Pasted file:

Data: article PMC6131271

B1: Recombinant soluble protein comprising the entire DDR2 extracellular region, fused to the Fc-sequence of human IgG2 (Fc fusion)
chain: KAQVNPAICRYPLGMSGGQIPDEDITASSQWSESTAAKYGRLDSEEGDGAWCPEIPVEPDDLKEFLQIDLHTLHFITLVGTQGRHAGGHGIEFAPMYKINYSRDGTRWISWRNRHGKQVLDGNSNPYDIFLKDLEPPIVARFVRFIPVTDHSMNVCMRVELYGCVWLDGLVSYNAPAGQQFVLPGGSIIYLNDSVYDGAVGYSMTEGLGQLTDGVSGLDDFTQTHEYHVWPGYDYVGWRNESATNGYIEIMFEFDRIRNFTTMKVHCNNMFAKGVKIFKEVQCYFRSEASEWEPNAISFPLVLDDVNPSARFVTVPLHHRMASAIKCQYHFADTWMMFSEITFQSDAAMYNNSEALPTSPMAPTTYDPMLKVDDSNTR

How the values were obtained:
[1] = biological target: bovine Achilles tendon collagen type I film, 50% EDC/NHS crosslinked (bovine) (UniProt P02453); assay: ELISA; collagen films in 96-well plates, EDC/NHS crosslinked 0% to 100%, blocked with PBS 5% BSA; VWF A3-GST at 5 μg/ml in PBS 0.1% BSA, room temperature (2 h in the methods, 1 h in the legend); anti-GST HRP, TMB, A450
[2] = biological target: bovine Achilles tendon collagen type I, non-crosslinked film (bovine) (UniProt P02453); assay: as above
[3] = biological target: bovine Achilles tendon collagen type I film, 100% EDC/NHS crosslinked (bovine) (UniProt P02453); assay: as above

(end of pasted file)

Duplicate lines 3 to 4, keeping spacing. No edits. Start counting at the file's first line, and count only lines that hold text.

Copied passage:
chain: KAQVNPAICRYPLGMSGGQIPDEDITASSQWSESTAAKYGRLDSEEGDGAWCPEIPVEPDDLKEFLQIDLHTLHFITLVGTQGRHAGGHGIEFAPMYKINYSRDGTRWISWRNRHGKQVLDGNSNPYDIFLKDLEPPIVARFVRFIPVTDHSMNVCMRVELYGCVWLDGLVSYNAPAGQQFVLPGGSIIYLNDSVYDGAVGYSMTEGLGQLTDGVSGLDDFTQTHEYHVWPGYDYVGWRNESATNGYIEIMFEFDRIRNFTTMKVHCNNMFAKGVKIFKEVQCYFRSEASEWEPNAISFPLVLDDVNPSARFVTVPLHHRMASAIKCQYHFADTWMMFSEITFQSDAAMYNNSEALPTSPMAPTTYDPMLKVDDSNTR

How the values were obtained: